. Talk like this always reminds me of this song by The Herd
. Dahlen also wrote about the Sonic The Hedgehog comic book in a more recent, delightfully-tangential-to-gaming column
Do you fancy an interview with some of independent gaming’s best composers? This GameSetWatch interview is for you
Lewis Denby talked about ‘How possibly to do good games journalism maybe
’, and I read his four part article. Which was good. In it, Denby seems to suggest that games journalists’ opt out of “reviews” for more in-depth features and while it’s not a new suggestion, he certainly makes a better case for it here than I’ve seen elsewhere.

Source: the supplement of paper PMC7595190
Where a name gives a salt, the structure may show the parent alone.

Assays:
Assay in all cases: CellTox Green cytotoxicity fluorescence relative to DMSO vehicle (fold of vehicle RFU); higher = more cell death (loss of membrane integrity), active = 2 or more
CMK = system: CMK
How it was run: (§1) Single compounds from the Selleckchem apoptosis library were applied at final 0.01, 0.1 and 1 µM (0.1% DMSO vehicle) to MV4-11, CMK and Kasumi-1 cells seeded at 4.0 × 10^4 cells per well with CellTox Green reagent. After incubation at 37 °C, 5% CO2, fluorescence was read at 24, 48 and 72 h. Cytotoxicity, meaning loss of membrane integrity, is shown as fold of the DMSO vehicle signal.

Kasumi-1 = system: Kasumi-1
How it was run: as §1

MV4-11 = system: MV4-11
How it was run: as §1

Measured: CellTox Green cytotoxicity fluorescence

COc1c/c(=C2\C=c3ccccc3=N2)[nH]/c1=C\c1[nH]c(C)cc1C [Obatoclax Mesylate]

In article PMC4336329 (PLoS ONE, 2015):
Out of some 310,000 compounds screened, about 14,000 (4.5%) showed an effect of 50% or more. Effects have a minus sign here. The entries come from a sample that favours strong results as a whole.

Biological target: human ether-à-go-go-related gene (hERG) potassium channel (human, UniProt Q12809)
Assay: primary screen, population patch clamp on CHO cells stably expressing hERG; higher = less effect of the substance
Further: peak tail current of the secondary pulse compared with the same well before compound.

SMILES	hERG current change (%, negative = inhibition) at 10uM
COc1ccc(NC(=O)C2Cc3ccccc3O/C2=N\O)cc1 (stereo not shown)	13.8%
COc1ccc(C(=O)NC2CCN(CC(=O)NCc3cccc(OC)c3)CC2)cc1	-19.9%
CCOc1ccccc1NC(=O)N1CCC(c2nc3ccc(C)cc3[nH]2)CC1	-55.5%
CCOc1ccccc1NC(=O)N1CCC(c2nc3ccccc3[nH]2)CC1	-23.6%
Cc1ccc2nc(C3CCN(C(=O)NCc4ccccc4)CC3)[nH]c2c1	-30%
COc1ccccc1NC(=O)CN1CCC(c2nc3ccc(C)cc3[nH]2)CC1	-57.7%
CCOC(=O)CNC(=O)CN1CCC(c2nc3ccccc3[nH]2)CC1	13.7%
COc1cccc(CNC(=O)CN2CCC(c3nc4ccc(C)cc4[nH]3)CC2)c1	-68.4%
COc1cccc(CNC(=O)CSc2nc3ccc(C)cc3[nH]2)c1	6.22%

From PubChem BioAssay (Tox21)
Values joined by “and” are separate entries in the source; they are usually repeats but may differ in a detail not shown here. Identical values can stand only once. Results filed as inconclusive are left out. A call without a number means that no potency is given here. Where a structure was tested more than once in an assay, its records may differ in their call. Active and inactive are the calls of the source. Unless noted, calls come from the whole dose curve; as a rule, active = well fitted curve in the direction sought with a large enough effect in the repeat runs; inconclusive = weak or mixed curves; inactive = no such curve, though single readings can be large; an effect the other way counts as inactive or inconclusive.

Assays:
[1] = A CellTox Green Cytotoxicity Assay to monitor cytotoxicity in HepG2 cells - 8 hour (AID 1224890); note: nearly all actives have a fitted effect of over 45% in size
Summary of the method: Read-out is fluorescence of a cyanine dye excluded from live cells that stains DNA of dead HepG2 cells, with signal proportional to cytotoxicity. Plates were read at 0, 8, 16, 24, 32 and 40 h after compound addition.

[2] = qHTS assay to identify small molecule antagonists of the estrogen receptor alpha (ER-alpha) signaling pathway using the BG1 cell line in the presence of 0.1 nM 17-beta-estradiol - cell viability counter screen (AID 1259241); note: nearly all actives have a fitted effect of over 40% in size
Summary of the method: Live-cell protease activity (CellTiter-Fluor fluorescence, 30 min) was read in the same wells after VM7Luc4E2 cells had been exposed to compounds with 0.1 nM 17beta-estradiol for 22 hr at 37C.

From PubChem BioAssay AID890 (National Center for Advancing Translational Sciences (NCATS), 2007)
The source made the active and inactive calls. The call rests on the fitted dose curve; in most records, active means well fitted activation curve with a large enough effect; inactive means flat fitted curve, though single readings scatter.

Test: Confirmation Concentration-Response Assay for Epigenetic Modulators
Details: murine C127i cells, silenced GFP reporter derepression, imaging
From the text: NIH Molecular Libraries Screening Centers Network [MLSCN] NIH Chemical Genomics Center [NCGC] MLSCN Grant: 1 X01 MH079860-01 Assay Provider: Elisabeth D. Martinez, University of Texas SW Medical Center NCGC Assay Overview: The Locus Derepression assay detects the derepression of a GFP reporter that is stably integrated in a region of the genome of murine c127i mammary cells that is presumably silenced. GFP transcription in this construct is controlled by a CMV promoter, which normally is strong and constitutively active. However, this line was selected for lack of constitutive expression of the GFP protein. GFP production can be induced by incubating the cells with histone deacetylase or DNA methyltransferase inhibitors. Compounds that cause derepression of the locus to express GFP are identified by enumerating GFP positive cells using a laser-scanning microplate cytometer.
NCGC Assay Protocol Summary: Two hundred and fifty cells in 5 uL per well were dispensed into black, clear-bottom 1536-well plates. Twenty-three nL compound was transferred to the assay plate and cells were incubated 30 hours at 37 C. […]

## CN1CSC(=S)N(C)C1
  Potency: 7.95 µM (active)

Michael Clarkson talks about the experience of writing the recent Critical Compilation for GTA IV
, and goes into some detail about the process. You might not think it, but applying organisation and classification to even something as seemingly straightforward as video game articles is fraught with danger. It’s all too easy to have one’s efforts seen as a colonizing incursion or read as an attempt to form ‘the last word’ on a subject. Clearly, we’re still learning and missteps will be made, but I for one value Clarkson’s efforts in this area regardless, as well as our readers' patience and assistance.
In what is my pick for this week's (or rather, last week's) must read
, David Carlton thinks about why games categorize genre according to technical issues such as ‘first person’ or ‘third person’
, whereas most other media use a content approach – i.e. sci-fi is often about exploring the themes of technology, humanity, and fear of the unknown. He uses Justin Keverne’s comments in the Brainy Gamer Summer Confab volume 3